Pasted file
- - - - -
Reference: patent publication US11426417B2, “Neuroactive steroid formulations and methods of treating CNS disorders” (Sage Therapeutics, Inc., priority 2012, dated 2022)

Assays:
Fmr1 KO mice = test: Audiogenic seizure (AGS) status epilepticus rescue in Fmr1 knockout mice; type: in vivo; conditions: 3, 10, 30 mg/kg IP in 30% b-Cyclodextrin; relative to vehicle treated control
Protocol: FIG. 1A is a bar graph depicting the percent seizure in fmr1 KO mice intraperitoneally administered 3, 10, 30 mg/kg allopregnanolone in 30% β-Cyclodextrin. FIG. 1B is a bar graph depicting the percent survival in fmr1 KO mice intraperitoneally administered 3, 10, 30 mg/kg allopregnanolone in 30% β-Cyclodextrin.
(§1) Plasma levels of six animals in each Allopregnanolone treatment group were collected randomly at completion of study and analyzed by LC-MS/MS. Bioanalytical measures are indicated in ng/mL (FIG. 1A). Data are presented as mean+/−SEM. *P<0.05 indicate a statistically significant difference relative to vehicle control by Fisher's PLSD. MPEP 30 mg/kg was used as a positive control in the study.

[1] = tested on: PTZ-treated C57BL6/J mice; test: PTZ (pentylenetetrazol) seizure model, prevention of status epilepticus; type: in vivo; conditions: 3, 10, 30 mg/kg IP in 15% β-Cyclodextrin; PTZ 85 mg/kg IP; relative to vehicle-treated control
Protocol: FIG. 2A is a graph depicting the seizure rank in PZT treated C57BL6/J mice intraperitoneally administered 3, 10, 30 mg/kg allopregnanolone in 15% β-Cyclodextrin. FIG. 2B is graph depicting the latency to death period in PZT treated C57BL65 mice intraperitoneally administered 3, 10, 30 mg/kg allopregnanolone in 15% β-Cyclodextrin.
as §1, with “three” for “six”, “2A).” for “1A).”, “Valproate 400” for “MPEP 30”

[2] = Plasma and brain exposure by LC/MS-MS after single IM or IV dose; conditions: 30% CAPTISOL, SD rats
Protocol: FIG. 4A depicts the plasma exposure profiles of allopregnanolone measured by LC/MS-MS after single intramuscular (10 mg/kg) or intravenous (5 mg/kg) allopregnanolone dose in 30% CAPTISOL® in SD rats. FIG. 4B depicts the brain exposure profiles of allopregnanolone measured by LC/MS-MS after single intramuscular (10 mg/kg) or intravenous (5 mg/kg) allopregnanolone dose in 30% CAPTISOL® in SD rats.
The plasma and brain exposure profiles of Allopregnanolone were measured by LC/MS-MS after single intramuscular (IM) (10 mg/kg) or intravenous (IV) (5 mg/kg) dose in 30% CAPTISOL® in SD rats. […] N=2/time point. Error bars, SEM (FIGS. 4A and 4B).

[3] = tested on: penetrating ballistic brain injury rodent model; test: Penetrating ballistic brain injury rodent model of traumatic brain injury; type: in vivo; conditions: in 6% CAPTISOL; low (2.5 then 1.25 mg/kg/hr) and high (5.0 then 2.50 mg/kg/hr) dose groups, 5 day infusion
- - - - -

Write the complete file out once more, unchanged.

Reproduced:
Reference: patent publication US11426417B2, “Neuroactive steroid formulations and methods of treating CNS disorders” (Sage Therapeutics, Inc., priority 2012, dated 2022)

Assays:
Fmr1 KO mice = test: Audiogenic seizure (AGS) status epilepticus rescue in Fmr1 knockout mice; type: in vivo; conditions: 3, 10, 30 mg/kg IP in 30% b-Cyclodextrin; relative to vehicle treated control
Protocol: FIG. 1A is a bar graph depicting the percent seizure in fmr1 KO mice intraperitoneally administered 3, 10, 30 mg/kg allopregnanolone in 30% β-Cyclodextrin. FIG. 1B is a bar graph depicting the percent survival in fmr1 KO mice intraperitoneally administered 3, 10, 30 mg/kg allopregnanolone in 30% β-Cyclodextrin.
(§1) Plasma levels of six animals in each Allopregnanolone treatment group were collected randomly at completion of study and analyzed by LC-MS/MS. Bioanalytical measures are indicated in ng/mL (FIG. 1A). Data are presented as mean+/−SEM. *P<0.05 indicate a statistically significant difference relative to vehicle control by Fisher's PLSD. MPEP 30 mg/kg was used as a positive control in the study.

[1] = tested on: PTZ-treated C57BL6/J mice; test: PTZ (pentylenetetrazol) seizure model, prevention of status epilepticus; type: in vivo; conditions: 3, 10, 30 mg/kg IP in 15% β-Cyclodextrin; PTZ 85 mg/kg IP; relative to vehicle-treated control
Protocol: FIG. 2A is a graph depicting the seizure rank in PZT treated C57BL6/J mice intraperitoneally administered 3, 10, 30 mg/kg allopregnanolone in 15% β-Cyclodextrin. FIG. 2B is graph depicting the latency to death period in PZT treated C57BL65 mice intraperitoneally administered 3, 10, 30 mg/kg allopregnanolone in 15% β-Cyclodextrin.
as §1, with “three” for “six”, “2A).” for “1A).”, “Valproate 400” for “MPEP 30”

[2] = Plasma and brain exposure by LC/MS-MS after single IM or IV dose; conditions: 30% CAPTISOL, SD rats
Protocol: FIG. 4A depicts the plasma exposure profiles of allopregnanolone measured by LC/MS-MS after single intramuscular (10 mg/kg) or intravenous (5 mg/kg) allopregnanolone dose in 30% CAPTISOL® in SD rats. FIG. 4B depicts the brain exposure profiles of allopregnanolone measured by LC/MS-MS after single intramuscular (10 mg/kg) or intravenous (5 mg/kg) allopregnanolone dose in 30% CAPTISOL® in SD rats.
The plasma and brain exposure profiles of Allopregnanolone were measured by LC/MS-MS after single intramuscular (IM) (10 mg/kg) or intravenous (IV) (5 mg/kg) dose in 30% CAPTISOL® in SD rats. […] N=2/time point. Error bars, SEM (FIGS. 4A and 4B).

[3] = tested on: penetrating ballistic brain injury rodent model; test: Penetrating ballistic brain injury rodent model of traumatic brain injury; type: in vivo; conditions: in 6% CAPTISOL; low (2.5 then 1.25 mg/kg/hr) and high (5.0 then 2.50 mg/kg/hr) dose groups, 5 day infusion